With approximately 3,000 people registered to vote at each station, polling station workers had a long and busy day. From what I observed, most polling stations were set up properly. Citizens would show their identification, get confirmed on the register, pick up their ballot, mark their ballot in privacy, and insert it into a large collection box. On their way out of the polling station, citizens had their IDs stamped and fingers inked. The largest disturbances I witnessed were women protesting that the ink would ruin their manicure; an older man who could not read the ballot and yelled that he needed to borrow someone’s glasses; and some local observers accusing other observers of taking pictures of ballots, indicating vote-buying.

Polls opened at 7:00 am and closed at 10:00 pm in Mongolia, marking one of the longest polling days in Asia. Some of the Foundation’s observer teams showed extraordinary dedication to the process by staying up until the early hours of morning to observe the entire counting process at certain polling stations. This effort was above and beyond the call of duty.  Personally, I tried to stay through the count, but when the registers had not been reconciled by midnight and no one was using computers or calculators, I was ready for bed.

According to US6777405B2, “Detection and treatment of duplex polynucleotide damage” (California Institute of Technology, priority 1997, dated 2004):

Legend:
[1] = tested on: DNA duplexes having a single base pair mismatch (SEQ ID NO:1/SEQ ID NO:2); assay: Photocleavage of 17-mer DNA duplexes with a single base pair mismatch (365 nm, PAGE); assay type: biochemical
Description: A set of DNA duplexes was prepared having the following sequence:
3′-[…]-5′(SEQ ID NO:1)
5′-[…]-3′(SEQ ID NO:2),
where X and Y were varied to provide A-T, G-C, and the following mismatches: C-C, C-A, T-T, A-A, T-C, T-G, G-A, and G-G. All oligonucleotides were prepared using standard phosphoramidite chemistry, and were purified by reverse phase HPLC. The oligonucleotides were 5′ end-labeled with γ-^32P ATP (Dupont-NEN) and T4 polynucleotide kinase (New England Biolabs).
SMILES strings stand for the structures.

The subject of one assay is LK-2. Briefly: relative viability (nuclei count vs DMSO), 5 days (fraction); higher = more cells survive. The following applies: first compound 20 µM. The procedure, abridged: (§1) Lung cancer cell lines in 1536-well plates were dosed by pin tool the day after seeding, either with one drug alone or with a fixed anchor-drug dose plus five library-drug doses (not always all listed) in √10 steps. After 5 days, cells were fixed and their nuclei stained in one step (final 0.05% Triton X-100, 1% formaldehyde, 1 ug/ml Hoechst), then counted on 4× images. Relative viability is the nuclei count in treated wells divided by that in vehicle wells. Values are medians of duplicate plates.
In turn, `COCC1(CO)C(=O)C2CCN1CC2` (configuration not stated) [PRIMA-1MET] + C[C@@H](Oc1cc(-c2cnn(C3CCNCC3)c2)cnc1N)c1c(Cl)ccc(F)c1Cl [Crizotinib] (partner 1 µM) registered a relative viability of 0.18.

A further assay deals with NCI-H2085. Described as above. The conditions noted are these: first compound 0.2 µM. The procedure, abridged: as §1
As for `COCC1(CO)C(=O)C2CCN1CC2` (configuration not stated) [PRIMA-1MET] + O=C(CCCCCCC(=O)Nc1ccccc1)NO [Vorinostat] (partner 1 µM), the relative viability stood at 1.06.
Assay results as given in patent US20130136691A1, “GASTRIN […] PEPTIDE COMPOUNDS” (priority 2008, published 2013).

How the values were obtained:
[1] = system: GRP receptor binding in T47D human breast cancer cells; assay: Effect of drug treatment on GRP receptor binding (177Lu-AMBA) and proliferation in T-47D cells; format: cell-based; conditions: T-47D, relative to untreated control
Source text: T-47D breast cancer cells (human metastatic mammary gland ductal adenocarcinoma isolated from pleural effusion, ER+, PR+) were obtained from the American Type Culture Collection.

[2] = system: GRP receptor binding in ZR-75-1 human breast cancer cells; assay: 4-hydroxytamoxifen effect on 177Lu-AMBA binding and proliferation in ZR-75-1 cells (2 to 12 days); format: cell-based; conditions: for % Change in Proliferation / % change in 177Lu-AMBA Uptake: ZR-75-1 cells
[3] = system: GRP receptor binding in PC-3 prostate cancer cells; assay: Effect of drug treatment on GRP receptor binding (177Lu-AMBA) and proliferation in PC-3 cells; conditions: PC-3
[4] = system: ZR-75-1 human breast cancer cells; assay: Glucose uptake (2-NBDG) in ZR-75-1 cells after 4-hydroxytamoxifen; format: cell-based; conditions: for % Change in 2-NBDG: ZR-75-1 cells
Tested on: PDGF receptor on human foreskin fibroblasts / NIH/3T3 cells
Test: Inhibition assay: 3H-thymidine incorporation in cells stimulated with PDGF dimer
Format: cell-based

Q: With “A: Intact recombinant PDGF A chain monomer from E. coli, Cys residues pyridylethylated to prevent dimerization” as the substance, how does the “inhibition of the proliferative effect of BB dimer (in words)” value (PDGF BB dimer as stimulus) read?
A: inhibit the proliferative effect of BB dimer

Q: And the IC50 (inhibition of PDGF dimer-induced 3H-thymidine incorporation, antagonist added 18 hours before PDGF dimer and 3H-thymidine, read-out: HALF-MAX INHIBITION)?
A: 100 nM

At 9:00 a.m. on May 25, 2009, the Democratic Party claimed victory and called for a march on the main square. Much to people’s surprise, around noon, the MPRP went on television to concede defeat before official results were in. President Enkhbayar thanked voters and congratulated President-elect Ts. Elbegdorj.  Many Mongolians viewed this surprising act as a validation of Mongolia’s commitment to democracy.

According to the official count, Elbegdorj won with 51.2 percent of the vote while President Enkhbayar got 47.4 percent. On the evening of May 25th, the main square was filled with fireworks and exuberant celebrations. I was told that there had not been such a celebration since Mongolia won a medal in the Olympics. There have been few formal complaints over the election process; most feel that democracy in Mongolia is alive and well.

Beverly Hoover is Acting Country Representative for The Asia Foundation in Mongolia and can be reached at [email protected].

Related locations: Mongolia
Related programs: Elections, Good Governance